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Saint Nectarios Greek Orthodox Church and Shrine

20340 E. Covina Blvd., Covina, CA 91724-1608

Office Phone # (626) 967-5524, Fax # (626) 967-0655, Email: stnectarioschurch@gmail.com

 

 

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Services:

Sunday Morning Liturgy

9:00 AM Orthros

10:00 AM Liturgy

 

Wednesday

Paraklesis (service)

to Saint Nectarios 7:00 PM

 

Church is open:

Monday thru Friday

9:00 AM 4:00 PM

Saturday:

9:00 AM 2:00 PM

 

Our services are in

Greek & English

 

Office Hours:

9:00 AM 4:00 PM

 

Email Address:

stnectarioschurch@gmail.com

 

Weddings

Baptisms

Fortieth-Day Churching

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Holy Chrism

Holy Orders

 

 

 

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Holy Unction
8 / 10
Sacrament of Marriage
9 / 10
Funeral Service
10 / 10
Memorial Service

 

 

 

 

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About Us

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St. Nectarios Church is a parish of Metropolis of San Francisco of the Greek Orthodox Archdiocese of America

 

 

 

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The Sacramental Life of the Orthodox Church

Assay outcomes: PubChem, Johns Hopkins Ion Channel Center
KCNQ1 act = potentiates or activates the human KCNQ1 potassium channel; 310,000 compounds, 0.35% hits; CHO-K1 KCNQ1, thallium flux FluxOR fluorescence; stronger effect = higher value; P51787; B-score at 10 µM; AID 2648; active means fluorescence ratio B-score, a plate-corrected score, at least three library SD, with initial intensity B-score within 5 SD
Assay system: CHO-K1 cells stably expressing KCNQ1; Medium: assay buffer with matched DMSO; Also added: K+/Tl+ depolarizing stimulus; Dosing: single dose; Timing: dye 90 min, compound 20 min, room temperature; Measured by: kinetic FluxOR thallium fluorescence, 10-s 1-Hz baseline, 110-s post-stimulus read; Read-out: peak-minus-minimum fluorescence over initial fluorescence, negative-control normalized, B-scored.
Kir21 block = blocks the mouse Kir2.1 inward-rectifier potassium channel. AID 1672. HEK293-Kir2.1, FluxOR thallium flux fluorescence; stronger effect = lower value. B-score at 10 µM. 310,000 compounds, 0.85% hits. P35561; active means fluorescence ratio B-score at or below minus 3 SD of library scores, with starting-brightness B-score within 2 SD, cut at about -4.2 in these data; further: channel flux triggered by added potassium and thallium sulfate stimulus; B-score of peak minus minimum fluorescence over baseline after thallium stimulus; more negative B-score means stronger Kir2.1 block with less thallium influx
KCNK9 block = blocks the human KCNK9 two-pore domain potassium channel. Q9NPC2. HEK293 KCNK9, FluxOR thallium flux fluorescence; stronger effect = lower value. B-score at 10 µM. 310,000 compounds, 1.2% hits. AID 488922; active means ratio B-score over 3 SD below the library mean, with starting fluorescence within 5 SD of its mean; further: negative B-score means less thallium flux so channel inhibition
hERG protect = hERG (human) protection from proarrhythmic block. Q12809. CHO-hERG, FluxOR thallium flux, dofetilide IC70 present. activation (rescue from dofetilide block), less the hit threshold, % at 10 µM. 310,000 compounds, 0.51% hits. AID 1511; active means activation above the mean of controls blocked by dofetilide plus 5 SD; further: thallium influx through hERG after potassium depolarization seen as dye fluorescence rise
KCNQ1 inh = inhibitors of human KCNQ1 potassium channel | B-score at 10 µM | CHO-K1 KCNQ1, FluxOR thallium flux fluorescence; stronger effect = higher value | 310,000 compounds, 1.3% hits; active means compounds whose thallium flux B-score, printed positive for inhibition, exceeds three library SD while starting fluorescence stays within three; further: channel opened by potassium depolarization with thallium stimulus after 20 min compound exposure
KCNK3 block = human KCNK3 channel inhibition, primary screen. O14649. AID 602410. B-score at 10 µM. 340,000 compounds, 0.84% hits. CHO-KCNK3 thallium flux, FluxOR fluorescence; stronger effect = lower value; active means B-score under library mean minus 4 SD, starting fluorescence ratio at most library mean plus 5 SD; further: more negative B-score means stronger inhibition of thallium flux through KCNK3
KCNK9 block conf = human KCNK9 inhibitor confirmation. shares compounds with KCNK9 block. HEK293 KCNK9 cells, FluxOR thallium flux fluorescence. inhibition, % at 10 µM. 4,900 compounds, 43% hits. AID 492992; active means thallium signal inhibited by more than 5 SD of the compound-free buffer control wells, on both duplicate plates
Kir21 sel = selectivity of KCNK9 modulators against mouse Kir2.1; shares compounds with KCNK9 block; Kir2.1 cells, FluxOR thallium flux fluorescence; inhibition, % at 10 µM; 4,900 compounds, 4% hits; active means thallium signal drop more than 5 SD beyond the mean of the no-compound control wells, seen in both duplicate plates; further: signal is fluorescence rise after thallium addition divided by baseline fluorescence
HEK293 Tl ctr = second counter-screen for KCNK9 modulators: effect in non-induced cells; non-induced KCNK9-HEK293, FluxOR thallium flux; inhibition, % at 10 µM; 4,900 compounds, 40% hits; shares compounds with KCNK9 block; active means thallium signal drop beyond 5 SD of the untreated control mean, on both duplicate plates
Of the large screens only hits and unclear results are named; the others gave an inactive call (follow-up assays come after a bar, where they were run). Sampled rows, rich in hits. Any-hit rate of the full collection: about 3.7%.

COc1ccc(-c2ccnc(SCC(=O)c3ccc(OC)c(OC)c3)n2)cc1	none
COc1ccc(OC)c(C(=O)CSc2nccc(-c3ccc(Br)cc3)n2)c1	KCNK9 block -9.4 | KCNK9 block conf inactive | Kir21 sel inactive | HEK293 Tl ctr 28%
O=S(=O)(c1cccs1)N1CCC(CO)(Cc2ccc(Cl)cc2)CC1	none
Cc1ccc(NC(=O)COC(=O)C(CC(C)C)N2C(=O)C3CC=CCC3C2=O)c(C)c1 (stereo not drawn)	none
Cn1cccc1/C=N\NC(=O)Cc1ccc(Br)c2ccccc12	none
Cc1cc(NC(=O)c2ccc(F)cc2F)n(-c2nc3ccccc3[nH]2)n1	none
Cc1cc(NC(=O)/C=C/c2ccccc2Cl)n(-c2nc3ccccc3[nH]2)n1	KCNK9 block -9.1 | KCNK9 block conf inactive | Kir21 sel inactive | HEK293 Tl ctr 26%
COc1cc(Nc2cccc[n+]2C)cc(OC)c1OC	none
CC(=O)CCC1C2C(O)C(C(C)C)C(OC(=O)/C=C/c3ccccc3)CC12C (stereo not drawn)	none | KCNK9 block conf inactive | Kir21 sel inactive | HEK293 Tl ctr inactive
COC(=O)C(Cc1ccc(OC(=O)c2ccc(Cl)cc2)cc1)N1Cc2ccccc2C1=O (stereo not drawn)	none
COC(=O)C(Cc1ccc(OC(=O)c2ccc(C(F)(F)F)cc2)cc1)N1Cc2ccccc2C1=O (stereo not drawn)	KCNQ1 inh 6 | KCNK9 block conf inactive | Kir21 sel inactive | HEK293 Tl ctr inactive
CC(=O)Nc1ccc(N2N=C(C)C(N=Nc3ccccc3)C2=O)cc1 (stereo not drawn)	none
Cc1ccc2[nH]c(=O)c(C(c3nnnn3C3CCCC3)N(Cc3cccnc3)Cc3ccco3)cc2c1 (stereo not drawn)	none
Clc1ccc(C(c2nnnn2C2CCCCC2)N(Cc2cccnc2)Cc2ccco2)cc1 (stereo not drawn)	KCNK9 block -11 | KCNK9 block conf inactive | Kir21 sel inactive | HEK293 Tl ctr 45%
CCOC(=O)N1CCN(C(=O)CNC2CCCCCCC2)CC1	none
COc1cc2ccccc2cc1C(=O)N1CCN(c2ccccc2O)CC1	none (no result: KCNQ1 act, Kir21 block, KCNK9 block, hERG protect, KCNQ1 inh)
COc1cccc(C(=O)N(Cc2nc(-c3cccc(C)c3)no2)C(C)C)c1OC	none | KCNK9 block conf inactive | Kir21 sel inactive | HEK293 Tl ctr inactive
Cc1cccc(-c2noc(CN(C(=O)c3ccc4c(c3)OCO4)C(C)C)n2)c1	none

Rev. Alciviadis C. Calivas, Th.D.

In recent centuries, the Orthodox Church has recognized seven mysteries for sacraments: baptism; chrismation; the Eucharist; penance; the priesthood; marriage; and the anointing of the sick (Euchelaion).

While the New Testament does not specifically enumerate the holy mysteries, it is clear that the Apostolic Church received people through baptism and chrismation (confirmation); celebrated the Eucharist at least weekly on the Lord's day; readmitted penitents through an act of penance; selected and ordained her ministers; sanctified the union of husband and wife; and extended the healing ministry of Christ to those in need of divine succor. It is evident, therefore, that the Church gave special attention to these acts from the beginning, despite the absence of explicit testimony from Scripture, the early Fathers or the Ecumenical Councils.

HOW THE MYSTERIES BECOME OPERATIVE.

The Church, moved by the Holy Spirit, prescribes the manner of the administration of the holy mysteries. The mysteries are operative and effective when two basic conditions are observed. First, the ministers of the mysteries, the bishop and/or priest, must be canonically ordained and in canonical order with the Church. Second, they must be "ordained" to conduct the prescribed rites of the Church, not because they contain "magical" powers in themselves, but because the rites express the faith and the mind of the Church concerning these saving acts.

The rites contain prayers, petitions, Scripture readings, hymns, gestures and liturgical actions. Rooted in the New Testament and shaped by the historical process in the crucible of the living and dynamic community of faith - the Church - the rites embody the vision of the new life, confirm the real presence of divine grace, and communicate salvation and sanctification to the believers prepared to receive these divine gifts.

 

 

 

 

 

 

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